What is general practice?
UPDATED: February 20, 2013
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General practice (or general law practice) typically encompasses a broad range of practice areas by an attorney. It means that the attorney does not limit their law practice or specialty to one particular area of law. Instead the attorney will practice law in several areas such as criminal law, accident and personal injury law, bankruptcy, business law, family law, estate planning, insurance law, litigation, and real estate.
Many younger attorneys will open a “general practice” until they settle into an area of law in which they intend to specialize. You will also see general practitioners in smaller communities when business may be limited, so a lawyer must practice in multiple areas. Attorneys are not required to specialize. However, in larger cities, “boutique” law firms have developed over the last several years that specialize in only one or two practice areas. The philosophy is to do one area of law extremely well, thereby justifying a premium “boutique” fee.
When you are looking for a lawyer, you may want to consider an attorney who specializes in one area of law instead of a general practitioner so that you get more specialized advice. Many states have procedures where an attorney can become board certified in a particular area of law. To become specialized, board certification requirements generally include:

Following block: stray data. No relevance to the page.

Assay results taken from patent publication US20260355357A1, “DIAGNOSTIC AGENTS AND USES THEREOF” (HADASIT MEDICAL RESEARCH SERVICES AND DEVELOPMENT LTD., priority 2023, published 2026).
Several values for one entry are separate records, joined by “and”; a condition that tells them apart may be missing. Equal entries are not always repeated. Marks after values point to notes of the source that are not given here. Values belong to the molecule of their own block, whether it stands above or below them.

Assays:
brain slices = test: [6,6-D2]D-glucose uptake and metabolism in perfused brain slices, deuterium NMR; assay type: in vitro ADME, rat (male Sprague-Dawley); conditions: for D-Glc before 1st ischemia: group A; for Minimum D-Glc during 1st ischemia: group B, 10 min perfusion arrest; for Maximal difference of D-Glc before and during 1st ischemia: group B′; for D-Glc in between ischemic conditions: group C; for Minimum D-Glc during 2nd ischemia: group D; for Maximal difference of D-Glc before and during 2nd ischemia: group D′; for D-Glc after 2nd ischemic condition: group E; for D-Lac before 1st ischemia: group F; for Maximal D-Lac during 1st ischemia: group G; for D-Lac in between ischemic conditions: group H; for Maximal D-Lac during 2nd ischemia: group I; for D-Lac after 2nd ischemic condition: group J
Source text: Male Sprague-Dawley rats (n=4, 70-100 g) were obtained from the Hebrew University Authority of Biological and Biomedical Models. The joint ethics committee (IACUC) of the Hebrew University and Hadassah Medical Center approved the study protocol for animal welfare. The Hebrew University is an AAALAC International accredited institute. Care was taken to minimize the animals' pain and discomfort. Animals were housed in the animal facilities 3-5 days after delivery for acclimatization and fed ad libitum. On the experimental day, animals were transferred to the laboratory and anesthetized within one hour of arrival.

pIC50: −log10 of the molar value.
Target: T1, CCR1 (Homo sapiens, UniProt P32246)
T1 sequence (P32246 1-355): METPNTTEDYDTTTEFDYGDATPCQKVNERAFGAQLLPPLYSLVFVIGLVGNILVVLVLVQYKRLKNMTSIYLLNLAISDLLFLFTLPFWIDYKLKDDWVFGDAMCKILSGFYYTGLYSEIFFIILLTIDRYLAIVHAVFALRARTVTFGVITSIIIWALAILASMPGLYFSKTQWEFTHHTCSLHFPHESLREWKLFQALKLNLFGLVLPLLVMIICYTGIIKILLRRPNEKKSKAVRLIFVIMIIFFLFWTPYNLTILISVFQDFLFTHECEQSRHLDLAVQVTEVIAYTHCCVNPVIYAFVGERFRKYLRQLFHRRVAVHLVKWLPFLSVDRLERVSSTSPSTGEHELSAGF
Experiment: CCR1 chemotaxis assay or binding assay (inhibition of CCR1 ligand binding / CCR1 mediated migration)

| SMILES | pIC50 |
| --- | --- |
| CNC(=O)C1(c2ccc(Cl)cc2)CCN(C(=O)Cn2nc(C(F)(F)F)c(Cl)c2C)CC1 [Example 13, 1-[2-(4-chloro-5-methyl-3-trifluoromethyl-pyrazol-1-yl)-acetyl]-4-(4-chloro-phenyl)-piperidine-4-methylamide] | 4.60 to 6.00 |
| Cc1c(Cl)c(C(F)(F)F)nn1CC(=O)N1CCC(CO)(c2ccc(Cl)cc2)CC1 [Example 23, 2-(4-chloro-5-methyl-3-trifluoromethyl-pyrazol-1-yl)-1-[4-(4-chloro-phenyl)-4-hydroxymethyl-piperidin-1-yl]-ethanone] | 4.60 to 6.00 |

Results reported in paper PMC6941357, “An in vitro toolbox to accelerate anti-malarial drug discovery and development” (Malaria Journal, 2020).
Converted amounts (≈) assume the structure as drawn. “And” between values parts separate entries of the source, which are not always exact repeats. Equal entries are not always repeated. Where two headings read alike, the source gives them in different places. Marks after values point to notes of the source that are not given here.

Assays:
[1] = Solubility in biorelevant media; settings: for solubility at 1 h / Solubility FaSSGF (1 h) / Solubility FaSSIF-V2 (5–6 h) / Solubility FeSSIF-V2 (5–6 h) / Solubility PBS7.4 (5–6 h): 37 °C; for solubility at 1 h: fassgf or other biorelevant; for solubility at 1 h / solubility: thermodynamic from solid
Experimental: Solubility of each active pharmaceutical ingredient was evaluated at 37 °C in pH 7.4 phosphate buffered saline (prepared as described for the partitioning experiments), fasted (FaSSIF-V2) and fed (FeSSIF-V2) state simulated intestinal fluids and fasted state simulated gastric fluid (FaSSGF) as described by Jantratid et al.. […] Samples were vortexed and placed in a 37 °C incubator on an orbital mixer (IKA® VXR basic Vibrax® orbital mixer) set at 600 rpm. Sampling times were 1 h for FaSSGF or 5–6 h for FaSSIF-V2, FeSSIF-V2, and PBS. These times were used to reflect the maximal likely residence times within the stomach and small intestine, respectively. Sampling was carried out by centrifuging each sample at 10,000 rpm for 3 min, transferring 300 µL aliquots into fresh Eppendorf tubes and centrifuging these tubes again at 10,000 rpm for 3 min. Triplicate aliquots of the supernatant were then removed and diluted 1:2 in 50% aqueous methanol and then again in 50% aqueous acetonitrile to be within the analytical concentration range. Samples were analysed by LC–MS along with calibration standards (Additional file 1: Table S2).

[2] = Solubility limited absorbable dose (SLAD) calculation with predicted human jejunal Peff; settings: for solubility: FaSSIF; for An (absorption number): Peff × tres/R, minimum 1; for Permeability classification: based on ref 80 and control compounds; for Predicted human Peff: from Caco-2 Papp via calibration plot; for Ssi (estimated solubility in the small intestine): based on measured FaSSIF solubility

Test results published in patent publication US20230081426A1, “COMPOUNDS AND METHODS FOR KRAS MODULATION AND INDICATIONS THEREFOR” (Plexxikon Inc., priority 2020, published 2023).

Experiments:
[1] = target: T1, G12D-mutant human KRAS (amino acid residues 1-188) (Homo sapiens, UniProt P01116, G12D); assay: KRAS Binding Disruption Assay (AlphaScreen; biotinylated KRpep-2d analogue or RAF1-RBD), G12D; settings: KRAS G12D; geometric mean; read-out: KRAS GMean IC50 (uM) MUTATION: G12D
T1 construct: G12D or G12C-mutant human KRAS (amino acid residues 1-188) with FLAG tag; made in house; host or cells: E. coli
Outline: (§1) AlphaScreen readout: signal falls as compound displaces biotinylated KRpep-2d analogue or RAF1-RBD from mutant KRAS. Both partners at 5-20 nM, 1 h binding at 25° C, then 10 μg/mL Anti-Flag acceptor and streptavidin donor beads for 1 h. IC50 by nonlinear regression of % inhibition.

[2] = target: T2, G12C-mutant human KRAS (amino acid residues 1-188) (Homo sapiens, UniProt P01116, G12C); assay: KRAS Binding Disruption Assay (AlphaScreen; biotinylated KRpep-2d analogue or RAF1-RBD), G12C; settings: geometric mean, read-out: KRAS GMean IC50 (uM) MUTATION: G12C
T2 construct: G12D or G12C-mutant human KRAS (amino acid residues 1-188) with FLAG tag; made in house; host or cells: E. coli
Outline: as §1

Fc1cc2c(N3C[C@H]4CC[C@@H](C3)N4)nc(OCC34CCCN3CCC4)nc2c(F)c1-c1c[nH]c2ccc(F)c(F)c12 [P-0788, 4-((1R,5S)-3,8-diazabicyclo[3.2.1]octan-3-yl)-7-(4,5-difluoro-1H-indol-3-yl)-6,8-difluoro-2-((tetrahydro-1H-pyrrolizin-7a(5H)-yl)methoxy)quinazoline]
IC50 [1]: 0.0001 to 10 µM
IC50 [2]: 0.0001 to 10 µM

- A set number of years in practice.
- Have handled a certain number of cases and appeals involving the specialized practice area.
- Completion of specific continuing education related to the specialty.
If your situation is very specific to one area of law, a board certified attorney may be a better avenue for a concise resolution of your case. However, if your situation involves an on overlap of multiple areas like family, criminal, and probate, you may want a general practitioner instead. Because they are used to handling overlapping issues, a general practitioner may be able to give you a broader picture of the options and consequences you are dealing with.
In addition, if you have regular legal issues such as those that sometimes plague small businesses, you may find that a general practitioner who can help in all the areas may get to know you and your business better than a new lawyer every time you have some sort of problem. Keep in mind that a general practice lawyer (or any lawyer for that matter) has a responsibility to seek assistance from lawyers of a certain specialty where such specialization is needed. Your general practitioner will be in a position to assist and manage and call in expert assistance whenever and whatever may come your way.
Regardless of whether you select an attorney who is in general practice or one who is board certified, you should double check their credentials on your state bar website. Many states will now provide on-line access to former complaints against attorneys. You can also verify any state board certifications or practice areas that will be the most helpful to your situation.